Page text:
From Takeoff to Touchdown: Artifacts Flown on the Two Most Important Flights in History

As would be expected, Heritage Auctions’ Space Exploration Auction Featuring The Armstrong Family Collection™ Nov. 1-3 in Dallas is full of amazing artifacts relating to the first man to walk on the moon, from buttons to medals to flags to photos to an early flight suit. Suffice to say there is nothing like it anywhere, and it contains items that will capture the interest of the most serious collectors of space exploration memorabilia and those with even the most miniscule shred of interest in space exploration or history.

Among the unique lots, however, are two that would not catch anyone’s attention unless put in proper context: each is a small piece of wood, just over an inch long and slightly more than one-third of an inch wide, encased in a clear, plastic slab. Undefined, each could be one of the countless wood chips found in a timber mill, or at any construction site.

Except these chips are anything but ordinary. Instead, each is an Apollo 11 Lunar Module-Flown Piece of the Wright Flyer’s Propeller.

Think about that: pieces of the first powered, manned flight – the infamous effort by Wilbur and Orville Wright a few miles south of Kitty Hawk, N.C. – took place Dec. 17, 1903. In July 1969, Apollo 11 became the mission that enabled Armstrong and pilot Buzz Aldrin to become the first two men ever to set foot on the moon.

These small pieces of wood were on both flights, widely considered the two most important flights in history.

Apollo 11 Lunar Module Flown Piece of the Wright Flyer's Propeller, Flown as Part of the First Successful Powered Flight in History at Kitty Hawk in 1903 as well as the First Manned Lunar Landing in 1969, Directly From The Armstrong Family Collection™, Certified and Encapsulated by Collectibles Authentication GuarantyApollo 11 Lunar Module Flown Piece of the Wright Flyer’s Propeller, Flown as Part of the First Successful Powered Flight in History at Kitty Hawk in 1903 as well as the First Manned Lunar Landing in 1969, Directly From The Armstrong Family Collection™, Certified and Encapsulated by Collectibles Authentication Guaranty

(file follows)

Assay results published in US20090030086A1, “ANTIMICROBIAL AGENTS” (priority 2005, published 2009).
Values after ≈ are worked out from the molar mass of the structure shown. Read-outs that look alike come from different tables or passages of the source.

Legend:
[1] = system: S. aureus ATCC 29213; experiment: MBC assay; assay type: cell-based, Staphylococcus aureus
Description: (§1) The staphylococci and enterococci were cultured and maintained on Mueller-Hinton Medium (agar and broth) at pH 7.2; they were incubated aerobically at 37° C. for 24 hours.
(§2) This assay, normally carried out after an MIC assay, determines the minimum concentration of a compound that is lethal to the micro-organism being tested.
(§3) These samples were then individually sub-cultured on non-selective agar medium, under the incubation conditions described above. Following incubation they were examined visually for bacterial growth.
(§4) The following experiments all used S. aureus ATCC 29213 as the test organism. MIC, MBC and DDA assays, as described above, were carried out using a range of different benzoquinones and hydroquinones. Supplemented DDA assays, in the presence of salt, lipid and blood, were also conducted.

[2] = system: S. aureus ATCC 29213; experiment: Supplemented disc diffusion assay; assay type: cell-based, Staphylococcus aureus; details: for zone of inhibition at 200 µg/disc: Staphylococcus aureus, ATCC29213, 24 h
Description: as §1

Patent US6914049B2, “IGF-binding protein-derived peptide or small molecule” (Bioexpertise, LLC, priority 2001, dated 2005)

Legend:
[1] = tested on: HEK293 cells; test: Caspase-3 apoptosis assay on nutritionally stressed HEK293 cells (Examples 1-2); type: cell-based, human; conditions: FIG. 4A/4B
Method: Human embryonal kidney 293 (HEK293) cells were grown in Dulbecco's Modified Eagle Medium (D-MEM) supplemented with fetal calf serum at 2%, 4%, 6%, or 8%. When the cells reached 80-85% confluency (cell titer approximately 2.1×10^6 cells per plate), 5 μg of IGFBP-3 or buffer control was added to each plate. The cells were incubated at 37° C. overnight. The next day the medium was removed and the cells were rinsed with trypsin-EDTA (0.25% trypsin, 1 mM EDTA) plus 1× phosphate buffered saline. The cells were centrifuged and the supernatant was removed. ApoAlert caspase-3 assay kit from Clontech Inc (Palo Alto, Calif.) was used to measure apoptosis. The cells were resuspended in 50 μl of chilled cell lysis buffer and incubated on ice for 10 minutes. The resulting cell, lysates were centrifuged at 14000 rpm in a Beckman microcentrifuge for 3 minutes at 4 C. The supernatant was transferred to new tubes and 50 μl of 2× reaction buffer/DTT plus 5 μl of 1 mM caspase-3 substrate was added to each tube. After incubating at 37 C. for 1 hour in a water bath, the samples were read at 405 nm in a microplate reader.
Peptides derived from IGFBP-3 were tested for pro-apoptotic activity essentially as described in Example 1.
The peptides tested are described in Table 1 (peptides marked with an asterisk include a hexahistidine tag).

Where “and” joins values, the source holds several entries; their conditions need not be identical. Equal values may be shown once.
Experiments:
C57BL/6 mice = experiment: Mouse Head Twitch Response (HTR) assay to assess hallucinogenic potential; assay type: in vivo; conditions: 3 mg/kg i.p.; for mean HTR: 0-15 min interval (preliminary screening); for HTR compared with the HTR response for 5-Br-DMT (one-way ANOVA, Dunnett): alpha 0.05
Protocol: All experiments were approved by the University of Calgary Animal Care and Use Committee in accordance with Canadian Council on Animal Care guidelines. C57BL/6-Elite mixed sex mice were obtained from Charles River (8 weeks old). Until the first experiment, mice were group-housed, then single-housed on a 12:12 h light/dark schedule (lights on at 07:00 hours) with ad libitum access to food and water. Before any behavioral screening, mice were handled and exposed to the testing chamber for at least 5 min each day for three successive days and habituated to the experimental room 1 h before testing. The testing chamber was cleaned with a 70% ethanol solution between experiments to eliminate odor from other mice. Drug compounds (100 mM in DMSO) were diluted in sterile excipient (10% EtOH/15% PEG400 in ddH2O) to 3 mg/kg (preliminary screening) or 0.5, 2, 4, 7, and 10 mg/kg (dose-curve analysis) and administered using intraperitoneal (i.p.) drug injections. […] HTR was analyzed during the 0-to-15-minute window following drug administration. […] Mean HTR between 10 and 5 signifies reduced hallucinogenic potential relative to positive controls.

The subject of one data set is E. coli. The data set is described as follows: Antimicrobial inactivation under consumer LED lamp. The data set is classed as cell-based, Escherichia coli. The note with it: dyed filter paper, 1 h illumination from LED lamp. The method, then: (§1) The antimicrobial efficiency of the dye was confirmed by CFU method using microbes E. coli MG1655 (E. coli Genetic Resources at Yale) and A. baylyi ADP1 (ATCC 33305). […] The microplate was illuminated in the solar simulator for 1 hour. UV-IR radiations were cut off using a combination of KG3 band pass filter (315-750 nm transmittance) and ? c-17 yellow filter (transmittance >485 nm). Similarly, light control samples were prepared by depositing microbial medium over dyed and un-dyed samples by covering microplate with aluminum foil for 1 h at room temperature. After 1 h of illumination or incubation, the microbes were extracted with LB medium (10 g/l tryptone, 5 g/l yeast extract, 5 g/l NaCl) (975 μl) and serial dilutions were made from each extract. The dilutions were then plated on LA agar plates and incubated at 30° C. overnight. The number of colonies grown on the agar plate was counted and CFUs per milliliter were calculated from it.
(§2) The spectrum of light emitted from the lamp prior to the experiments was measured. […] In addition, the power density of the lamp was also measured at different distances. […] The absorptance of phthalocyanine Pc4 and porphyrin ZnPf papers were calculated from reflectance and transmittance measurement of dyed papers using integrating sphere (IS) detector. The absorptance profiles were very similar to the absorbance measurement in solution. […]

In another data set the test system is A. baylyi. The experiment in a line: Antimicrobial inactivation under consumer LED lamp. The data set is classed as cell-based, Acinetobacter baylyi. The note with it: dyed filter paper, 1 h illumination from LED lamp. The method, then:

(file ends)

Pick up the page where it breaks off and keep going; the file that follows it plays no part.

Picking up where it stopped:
Several elements of the story are hard to believe. The fact that they survived from the first flight until the first trip to the moon was possible in large part because of the incredible technological advances between the two. After an initial failed attempt, the first flight in the Wright Flyer lasted 12 seconds and covered 120 feet – less than the wingspan of a Boeing 747. Fast-forward almost 66 years, and Armstrong commanded a mission that left the earth’s atmosphere, reached the moon, navigated an unprecedented landing and launch for the trip back home, survived reentry into the earth’s atmosphere and got its passengers – and these chips – home safely.

It’s hard to draw a parallel to the progress made between the “are they brilliant or crazy or both?” venture by the Wright Brothers and technological milestone that was Apollo 11, a trip completed with less on-board computer power than that which can be found in modern smartphones. This isn’t like jumping from an 8-track to a compact disc. This is more like the development of a system to classify blood types to a successful heart transplant – a scientific marvel that followed an almost identical timeline.

The propeller could have been destroyed in any number of potential mishaps that could have befallen the Wright Flyer. It could have been lost or discarded, or simply deteriorated over time. But it was preserved, and Armstrong – in what might have been a nod to its historical significance or even an early understanding that there might be a demand among collectors – agreed to take it along on Apollo 11. There are countless events and circumstances that could have prevented these extraordinary lots from surviving to reach this auction, or even existing in the first place … but didn’t.

These propeller pieces are an undeniable lesson in the history of flight, and their significance simply can not be overstated.

Posted by Steve Lansdale

Public Relations Specialist

Leave a Reply

Your email address will not be published. Required fields are marked *